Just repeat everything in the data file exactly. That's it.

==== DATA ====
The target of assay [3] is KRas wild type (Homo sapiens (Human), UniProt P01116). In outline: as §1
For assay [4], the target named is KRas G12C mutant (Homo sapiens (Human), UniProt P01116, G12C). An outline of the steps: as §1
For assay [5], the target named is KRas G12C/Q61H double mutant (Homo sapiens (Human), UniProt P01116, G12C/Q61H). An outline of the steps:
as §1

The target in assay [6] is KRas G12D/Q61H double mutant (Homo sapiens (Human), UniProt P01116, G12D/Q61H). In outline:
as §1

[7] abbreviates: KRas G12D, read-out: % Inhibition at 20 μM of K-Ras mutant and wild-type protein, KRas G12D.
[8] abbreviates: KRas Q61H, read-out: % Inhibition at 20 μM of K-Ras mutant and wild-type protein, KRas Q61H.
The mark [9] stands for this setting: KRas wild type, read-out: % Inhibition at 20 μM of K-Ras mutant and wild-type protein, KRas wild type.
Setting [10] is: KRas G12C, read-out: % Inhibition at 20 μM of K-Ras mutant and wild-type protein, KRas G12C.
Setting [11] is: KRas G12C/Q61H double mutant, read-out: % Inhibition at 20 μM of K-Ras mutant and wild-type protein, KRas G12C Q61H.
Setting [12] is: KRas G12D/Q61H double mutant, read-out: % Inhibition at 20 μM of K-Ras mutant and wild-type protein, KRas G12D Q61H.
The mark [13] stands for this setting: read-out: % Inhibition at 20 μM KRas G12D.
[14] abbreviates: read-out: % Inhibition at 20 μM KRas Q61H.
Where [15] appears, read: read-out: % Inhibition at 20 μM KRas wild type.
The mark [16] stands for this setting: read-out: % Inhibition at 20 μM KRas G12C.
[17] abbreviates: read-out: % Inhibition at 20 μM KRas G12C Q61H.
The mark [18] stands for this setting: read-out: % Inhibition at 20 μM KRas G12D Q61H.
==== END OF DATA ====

The target of assay [3] is KRas wild type (Homo sapiens (Human), UniProt P01116). In outline: as §1
For assay [4], the target named is KRas G12C mutant (Homo sapiens (Human), UniProt P01116, G12C). An outline of the steps: as §1
For assay [5], the target named is KRas G12C/Q61H double mutant (Homo sapiens (Human), UniProt P01116, G12C/Q61H). An outline of the steps:
as §1

The target in assay [6] is KRas G12D/Q61H double mutant (Homo sapiens (Human), UniProt P01116, G12D/Q61H). In outline:
as §1

[7] abbreviates: KRas G12D, read-out: % Inhibition at 20 μM of K-Ras mutant and wild-type protein, KRas G12D.
[8] abbreviates: KRas Q61H, read-out: % Inhibition at 20 μM of K-Ras mutant and wild-type protein, KRas Q61H.
The mark [9] stands for this setting: KRas wild type, read-out: % Inhibition at 20 μM of K-Ras mutant and wild-type protein, KRas wild type.
Setting [10] is: KRas G12C, read-out: % Inhibition at 20 μM of K-Ras mutant and wild-type protein, KRas G12C.
Setting [11] is: KRas G12C/Q61H double mutant, read-out: % Inhibition at 20 μM of K-Ras mutant and wild-type protein, KRas G12C Q61H.
Setting [12] is: KRas G12D/Q61H double mutant, read-out: % Inhibition at 20 μM of K-Ras mutant and wild-type protein, KRas G12D Q61H.
The mark [13] stands for this setting: read-out: % Inhibition at 20 μM KRas G12D.
[14] abbreviates: read-out: % Inhibition at 20 μM KRas Q61H.
Where [15] appears, read: read-out: % Inhibition at 20 μM KRas wild type.
The mark [16] stands for this setting: read-out: % Inhibition at 20 μM KRas G12C.
[17] abbreviates: read-out: % Inhibition at 20 μM KRas G12C Q61H.
The mark [18] stands for this setting: read-out: % Inhibition at 20 μM KRas G12D Q61H.